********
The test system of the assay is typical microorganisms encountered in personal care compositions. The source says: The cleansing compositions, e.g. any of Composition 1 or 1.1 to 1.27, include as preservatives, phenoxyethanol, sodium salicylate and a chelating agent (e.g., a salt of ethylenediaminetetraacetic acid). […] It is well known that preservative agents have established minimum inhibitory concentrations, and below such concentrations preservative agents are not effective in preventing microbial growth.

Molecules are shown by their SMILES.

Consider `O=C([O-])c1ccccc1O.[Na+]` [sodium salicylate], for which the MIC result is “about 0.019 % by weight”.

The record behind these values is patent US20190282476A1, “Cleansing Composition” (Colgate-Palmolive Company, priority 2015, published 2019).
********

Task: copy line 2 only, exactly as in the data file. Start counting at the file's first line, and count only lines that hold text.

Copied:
Molecules are shown by their SMILES.